A long-awaited review of initial teacher training will not deal directly with the vexed issue of whether newly-qualified teachers should be guaranteed an induction-year placement.
The newly-published remit for the review reveals that a contractor will be asked whether the Assembly government should study the proposal "as a separate exercise".
TES Cymru has highlighted the plight of hundreds of NQTs who have so far been unable to complete their induction because of a lack of jobs in Welsh schools.
Unions fear these teachers will be lost to the system - when in a few years' time they will be needed to replace large numbers of retiring teachers. But with the review not due to report in full until September, it seems their call for a guaranteed induction year has been put on the back burner.
Instead, it will look at whether the number of trainee places offered should more closely match the needs of Welsh schools.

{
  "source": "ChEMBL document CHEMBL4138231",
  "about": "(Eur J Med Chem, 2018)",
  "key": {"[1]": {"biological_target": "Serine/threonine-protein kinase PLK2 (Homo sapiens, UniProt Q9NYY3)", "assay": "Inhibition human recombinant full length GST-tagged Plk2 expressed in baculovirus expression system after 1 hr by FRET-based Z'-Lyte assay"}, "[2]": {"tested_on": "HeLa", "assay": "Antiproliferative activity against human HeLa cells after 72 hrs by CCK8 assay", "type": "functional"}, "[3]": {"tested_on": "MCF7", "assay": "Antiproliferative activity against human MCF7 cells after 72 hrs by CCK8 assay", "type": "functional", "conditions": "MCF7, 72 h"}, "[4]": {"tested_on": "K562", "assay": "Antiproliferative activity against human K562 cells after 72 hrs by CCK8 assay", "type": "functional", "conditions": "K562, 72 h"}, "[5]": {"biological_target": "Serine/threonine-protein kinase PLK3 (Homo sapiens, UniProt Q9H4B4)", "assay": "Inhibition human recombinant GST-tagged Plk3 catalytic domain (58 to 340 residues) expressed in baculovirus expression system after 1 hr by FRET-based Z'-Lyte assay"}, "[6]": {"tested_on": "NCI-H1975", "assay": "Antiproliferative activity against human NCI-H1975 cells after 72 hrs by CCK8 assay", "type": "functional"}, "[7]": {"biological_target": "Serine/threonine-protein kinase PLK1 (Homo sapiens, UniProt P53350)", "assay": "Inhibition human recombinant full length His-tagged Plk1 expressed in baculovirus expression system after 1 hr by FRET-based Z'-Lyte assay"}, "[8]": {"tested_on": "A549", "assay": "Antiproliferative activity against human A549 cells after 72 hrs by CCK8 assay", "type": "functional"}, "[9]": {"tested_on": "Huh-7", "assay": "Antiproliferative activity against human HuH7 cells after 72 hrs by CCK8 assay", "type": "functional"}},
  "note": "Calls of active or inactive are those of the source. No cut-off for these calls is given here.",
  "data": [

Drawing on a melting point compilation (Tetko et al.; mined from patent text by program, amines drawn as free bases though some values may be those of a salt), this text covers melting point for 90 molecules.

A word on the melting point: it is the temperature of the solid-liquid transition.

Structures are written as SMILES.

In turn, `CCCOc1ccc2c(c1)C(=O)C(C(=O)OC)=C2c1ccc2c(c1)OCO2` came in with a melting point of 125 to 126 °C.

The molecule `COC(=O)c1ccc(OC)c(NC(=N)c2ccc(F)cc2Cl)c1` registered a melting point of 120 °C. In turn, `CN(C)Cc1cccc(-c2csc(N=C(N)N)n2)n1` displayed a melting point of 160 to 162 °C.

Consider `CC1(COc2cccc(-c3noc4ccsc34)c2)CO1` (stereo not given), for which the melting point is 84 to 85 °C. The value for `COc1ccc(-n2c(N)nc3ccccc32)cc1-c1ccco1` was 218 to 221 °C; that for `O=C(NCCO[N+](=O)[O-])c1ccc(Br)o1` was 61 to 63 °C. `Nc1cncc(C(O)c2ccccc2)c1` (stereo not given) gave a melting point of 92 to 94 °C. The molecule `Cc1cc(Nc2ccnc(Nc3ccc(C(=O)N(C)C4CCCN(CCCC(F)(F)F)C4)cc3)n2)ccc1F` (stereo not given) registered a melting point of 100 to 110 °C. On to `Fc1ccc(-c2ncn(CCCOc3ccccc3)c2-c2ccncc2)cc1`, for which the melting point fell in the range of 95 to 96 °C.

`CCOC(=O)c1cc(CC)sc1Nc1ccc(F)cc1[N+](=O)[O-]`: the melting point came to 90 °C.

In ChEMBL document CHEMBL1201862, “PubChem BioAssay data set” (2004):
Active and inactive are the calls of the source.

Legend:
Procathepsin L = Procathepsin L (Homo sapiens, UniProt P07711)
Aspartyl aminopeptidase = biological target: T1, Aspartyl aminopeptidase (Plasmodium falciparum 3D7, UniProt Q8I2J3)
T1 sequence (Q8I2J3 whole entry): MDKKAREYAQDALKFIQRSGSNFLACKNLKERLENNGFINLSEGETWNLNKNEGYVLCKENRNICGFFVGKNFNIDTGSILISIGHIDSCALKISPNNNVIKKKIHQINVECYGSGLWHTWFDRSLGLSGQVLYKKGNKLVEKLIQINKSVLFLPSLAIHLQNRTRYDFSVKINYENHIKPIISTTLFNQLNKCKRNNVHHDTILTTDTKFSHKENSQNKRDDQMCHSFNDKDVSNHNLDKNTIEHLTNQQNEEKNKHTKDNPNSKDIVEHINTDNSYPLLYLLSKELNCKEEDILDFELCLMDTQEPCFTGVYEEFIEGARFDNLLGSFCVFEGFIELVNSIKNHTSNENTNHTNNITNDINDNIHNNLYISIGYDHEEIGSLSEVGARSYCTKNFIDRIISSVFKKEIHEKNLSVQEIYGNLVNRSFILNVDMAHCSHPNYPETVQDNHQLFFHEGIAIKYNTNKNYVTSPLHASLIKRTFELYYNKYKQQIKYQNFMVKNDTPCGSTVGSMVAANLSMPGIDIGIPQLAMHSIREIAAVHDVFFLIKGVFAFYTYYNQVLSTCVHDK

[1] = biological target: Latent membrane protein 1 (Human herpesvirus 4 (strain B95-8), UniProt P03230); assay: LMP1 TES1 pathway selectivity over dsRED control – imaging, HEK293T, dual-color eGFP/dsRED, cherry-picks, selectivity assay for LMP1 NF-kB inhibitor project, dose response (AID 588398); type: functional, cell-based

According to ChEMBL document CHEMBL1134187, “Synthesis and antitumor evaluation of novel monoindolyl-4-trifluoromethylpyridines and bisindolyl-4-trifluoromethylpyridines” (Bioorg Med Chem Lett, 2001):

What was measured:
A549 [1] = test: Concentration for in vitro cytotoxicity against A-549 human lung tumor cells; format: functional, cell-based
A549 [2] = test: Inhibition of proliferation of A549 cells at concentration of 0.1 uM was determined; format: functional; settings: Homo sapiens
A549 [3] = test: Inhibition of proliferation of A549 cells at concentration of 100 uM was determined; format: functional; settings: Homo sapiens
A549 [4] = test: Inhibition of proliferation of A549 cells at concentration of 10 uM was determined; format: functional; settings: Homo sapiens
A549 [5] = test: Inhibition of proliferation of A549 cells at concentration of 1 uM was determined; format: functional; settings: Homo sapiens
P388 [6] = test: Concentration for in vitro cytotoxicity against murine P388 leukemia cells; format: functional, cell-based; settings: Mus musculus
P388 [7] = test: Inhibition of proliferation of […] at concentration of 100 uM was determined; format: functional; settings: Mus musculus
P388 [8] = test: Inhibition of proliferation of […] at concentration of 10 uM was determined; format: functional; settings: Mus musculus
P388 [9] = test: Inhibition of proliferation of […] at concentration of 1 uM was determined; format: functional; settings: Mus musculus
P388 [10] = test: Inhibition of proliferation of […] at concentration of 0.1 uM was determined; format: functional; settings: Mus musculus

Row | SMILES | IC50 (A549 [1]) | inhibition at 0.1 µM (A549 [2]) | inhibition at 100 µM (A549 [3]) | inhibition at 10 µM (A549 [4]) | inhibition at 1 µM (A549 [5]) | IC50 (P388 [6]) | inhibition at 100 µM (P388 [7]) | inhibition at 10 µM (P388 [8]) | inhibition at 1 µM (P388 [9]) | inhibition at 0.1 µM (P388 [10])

Historically, large numbers of teachers who train in Wales go to work in England or Ireland. Focusing only on Wales's needs could have significant implications for university education departments. Swansea university and Swansea Institute of Higher Education have already amalgamated their education departments, but further mergers and course closures could result.
Education and lifelong learning minister, Jane Davidson, said: "The review will focus primarily on how ITT might better deliver NQTs in suitable numbers to meet the needs of maintained schools in Wales.
"It will have particular regard to priority secondary subjects; the foundation phase; the 14-19 agenda; Welsh medium; and special educational needs."
The review is expected to start in March and produce an interim report in June.